Last week, Sen. Rand Paul reintroduced his “Life at Conception Act,” an attempt to ban all abortion by granting legal “personhood” to zygotes and fetuses from “the moment of fertilization,” all without needing a constitutional amendment or Supreme Court decision overturning Roe v. Wade. Paul has been a staunch backer of such personhood efforts despite once claiming that he didn’t support “changing any of the laws” on abortion “until the country is persuaded otherwise.”
The bill Paul introduced last week varies slightly from the one he first introduced in 2013, specifically stating that it shouldn’t be construed as “a prohibition on in vitro fertilization, or a prohibition on use of birth control or another means of preventing fertilization.”
Personhood measures have been widely criticized for vague wording that could put legal birth control at risk, a concern that Paul appears to attempt to put at rest in the new bill. But that would all depend on what counts as protected birth control under the bill. Would IUDs, which could possibly prevent the implantation of a fertilized egg, be protected? What about the morning-after pill or hormonal contraception bills, which some anti-choice groups claim, with little evidence, could do the same thing? Some anti-choice activists claim that some or all of these constitute abortion, not birth control … notably the plaintiffs in the Hobby Lobby case, whose cause Paul enthusiastically supported.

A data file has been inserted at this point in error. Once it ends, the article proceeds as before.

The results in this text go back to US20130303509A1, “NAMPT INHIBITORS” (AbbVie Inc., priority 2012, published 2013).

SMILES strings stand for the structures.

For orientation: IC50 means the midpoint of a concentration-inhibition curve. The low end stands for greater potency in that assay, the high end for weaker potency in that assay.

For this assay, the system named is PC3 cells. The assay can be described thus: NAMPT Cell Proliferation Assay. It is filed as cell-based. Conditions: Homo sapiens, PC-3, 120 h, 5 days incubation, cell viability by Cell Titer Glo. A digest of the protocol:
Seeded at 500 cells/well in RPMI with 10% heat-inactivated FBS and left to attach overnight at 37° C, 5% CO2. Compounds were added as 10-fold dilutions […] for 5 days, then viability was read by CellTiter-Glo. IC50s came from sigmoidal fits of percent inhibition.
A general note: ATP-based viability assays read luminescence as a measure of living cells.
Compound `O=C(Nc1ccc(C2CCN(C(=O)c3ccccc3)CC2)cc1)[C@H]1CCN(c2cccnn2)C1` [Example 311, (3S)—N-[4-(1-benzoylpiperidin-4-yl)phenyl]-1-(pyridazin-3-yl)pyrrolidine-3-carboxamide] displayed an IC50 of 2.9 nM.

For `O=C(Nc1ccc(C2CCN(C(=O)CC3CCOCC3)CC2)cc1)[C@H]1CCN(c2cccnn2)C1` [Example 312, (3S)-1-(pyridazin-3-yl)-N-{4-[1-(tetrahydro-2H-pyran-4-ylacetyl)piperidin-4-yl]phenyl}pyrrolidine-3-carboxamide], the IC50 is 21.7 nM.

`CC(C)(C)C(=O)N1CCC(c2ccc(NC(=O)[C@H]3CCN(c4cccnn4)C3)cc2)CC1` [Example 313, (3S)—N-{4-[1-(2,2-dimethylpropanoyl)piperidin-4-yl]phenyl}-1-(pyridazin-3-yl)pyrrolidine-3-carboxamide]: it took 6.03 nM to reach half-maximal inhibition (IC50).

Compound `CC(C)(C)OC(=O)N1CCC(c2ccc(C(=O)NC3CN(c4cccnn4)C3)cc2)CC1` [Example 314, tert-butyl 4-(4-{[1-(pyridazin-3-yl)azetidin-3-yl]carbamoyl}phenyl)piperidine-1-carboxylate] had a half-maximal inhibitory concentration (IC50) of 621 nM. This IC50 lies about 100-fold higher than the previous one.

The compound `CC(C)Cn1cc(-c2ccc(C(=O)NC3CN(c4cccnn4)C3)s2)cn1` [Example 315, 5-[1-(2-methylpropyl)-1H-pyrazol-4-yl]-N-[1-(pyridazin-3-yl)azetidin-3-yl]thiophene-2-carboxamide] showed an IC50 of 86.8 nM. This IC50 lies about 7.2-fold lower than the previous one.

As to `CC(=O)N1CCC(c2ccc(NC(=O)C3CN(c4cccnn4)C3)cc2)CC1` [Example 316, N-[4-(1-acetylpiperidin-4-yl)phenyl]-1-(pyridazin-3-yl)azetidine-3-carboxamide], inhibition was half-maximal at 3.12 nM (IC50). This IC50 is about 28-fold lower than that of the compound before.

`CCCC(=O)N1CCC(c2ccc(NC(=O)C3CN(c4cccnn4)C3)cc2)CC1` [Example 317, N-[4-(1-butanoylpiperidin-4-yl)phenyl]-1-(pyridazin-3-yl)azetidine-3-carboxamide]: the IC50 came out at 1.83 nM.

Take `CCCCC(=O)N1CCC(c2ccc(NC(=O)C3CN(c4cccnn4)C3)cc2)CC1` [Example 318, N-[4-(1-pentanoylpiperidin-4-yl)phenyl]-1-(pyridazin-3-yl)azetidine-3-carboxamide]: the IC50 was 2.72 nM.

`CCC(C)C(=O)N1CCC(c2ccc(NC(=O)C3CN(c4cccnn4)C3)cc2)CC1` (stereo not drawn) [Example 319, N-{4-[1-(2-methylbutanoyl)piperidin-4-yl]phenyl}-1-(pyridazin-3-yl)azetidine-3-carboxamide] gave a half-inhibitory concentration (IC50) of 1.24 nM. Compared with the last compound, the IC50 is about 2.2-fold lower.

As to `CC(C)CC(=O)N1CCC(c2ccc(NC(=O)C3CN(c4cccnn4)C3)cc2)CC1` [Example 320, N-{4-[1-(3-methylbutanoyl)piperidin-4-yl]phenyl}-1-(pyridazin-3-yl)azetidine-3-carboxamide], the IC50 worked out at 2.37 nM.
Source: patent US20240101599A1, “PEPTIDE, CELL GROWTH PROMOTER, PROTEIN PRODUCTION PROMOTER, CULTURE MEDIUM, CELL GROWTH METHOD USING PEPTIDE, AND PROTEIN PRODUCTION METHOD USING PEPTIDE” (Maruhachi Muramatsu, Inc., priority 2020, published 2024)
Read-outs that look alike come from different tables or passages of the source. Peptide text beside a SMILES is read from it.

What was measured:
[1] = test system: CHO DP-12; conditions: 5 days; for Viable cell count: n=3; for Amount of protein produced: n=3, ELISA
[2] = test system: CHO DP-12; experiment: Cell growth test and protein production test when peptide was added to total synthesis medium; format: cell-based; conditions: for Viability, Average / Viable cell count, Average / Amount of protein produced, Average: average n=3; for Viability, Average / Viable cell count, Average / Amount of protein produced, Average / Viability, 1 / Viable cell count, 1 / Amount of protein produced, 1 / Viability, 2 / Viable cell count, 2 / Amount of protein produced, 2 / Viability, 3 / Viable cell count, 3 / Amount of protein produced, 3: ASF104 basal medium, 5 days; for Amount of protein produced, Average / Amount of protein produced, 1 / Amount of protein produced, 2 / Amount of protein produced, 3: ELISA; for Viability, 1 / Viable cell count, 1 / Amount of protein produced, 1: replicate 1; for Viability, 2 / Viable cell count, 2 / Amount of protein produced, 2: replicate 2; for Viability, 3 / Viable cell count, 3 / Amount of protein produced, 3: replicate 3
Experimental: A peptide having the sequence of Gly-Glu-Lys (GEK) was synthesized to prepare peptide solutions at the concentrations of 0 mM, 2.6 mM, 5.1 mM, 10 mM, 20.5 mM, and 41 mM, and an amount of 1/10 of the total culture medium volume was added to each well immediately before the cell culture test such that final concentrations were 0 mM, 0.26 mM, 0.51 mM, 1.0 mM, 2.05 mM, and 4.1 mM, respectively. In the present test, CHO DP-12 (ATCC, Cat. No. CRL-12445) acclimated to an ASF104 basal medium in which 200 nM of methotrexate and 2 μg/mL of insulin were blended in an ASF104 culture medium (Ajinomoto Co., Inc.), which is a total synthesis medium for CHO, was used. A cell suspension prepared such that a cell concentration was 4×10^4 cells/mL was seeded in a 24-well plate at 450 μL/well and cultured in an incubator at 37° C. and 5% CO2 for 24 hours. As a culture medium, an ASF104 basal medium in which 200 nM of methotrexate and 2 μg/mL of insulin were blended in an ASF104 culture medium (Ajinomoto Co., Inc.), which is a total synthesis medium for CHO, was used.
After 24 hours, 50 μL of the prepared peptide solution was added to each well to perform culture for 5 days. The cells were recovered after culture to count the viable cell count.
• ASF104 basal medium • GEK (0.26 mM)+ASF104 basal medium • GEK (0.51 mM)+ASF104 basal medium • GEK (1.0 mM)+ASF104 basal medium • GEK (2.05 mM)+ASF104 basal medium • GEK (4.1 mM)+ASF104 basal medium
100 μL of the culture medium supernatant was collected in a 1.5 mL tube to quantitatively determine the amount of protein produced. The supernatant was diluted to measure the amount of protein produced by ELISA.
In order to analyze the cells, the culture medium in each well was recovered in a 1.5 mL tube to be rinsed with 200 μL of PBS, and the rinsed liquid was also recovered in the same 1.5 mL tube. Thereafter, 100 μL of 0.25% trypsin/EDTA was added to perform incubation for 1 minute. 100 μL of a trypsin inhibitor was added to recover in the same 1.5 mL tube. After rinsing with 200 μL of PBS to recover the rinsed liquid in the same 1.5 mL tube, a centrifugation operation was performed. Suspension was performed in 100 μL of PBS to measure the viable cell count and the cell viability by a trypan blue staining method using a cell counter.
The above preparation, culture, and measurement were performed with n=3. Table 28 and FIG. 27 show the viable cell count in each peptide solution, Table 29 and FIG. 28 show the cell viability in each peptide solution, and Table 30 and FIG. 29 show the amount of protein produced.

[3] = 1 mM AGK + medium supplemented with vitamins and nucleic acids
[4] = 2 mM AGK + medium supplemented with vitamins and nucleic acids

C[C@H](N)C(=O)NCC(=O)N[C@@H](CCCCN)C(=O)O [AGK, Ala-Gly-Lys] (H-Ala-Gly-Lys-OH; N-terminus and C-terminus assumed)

It’s especially interesting that Paul attempts to avoid the growing controversy within the anti-abortion movement about in-vitro fertilization and the rights that should be granted to the excess frozen embryos that are often a byproduct of the process. It’s unclear if Paul is saying that embryos that are the result of in-vitro fertilization should not be granted the personhood rights that his bill would grant to all other embryos or if the bill would simply require that those embryos never be destroyed.
Both Paul’s 2013 bill and his 2016 version state that they shouldn’t “be construed to require the prosecution of any woman for the death of her unborn child,” an important exemption because under such a law, ending a pregnancy at any stage would be the legal equivalent of murder. Already, an experiment in personhood-style laws in Alabama has led to the arrests of hundreds of women for using drugs while pregnant or otherwise contributing to the “chemical endangerment” of a fetus.
All of this, of course, is purely hypothetical at this point. Paul’s bill is the product of a theory, which is controversial even within the anti-abortion movement, that there is a magic loophole in Roe v. Wade that would allow legal abortion to come tumbling down if Congress were simply to define fertilized eggs as “persons” under the law. Most likely, however, such a strategy would collapse in the courts: One prominent anti-choice attorney has called the personhood loophole an “urban legend.”
That’s not to say that Paul’s strategy doesn’t have support. His fellow Republican presidential candidate Mike Huckabee has been talking up the personhood strategy on the campaign trail, saying that he would simply issue a decree as president that there would be “no more abortion” in America. Ted Cruz has quietly pledged to support personhood measures and said late last year that a personhood strategy to avoid Roe would “absolutely” work. Marco Rubio has hinted at a personhood strategy, but not explicitly embraced it.